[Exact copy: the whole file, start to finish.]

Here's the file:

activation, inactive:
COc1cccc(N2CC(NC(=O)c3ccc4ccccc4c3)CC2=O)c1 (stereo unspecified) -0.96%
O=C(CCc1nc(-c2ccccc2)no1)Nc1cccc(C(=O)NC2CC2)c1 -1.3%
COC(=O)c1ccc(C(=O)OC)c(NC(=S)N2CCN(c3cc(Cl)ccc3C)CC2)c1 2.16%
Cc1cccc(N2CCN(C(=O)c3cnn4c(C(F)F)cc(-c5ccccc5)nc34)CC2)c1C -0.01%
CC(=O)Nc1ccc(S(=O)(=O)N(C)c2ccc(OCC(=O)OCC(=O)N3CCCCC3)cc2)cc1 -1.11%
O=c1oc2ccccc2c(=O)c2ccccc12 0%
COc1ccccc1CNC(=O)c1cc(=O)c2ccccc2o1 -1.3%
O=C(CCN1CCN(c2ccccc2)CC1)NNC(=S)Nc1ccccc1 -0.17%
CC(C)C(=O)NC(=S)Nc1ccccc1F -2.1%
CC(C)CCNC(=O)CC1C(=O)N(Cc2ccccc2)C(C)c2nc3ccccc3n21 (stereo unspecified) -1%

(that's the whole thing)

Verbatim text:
activation, inactive:
COc1cccc(N2CC(NC(=O)c3ccc4ccccc4c3)CC2=O)c1 (stereo unspecified) -0.96%
O=C(CCc1nc(-c2ccccc2)no1)Nc1cccc(C(=O)NC2CC2)c1 -1.3%
COC(=O)c1ccc(C(=O)OC)c(NC(=S)N2CCN(c3cc(Cl)ccc3C)CC2)c1 2.16%
Cc1cccc(N2CCN(C(=O)c3cnn4c(C(F)F)cc(-c5ccccc5)nc34)CC2)c1C -0.01%
CC(=O)Nc1ccc(S(=O)(=O)N(C)c2ccc(OCC(=O)OCC(=O)N3CCCCC3)cc2)cc1 -1.11%
O=c1oc2ccccc2c(=O)c2ccccc12 0%
COc1ccccc1CNC(=O)c1cc(=O)c2ccccc2o1 -1.3%
O=C(CCN1CCN(c2ccccc2)CC1)NNC(=S)Nc1ccccc1 -0.17%
CC(C)C(=O)NC(=S)Nc1ccccc1F -2.1%
CC(C)CCNC(=O)CC1C(=O)N(Cc2ccccc2)C(C)c2nc3ccccc3n21 (stereo unspecified) -1%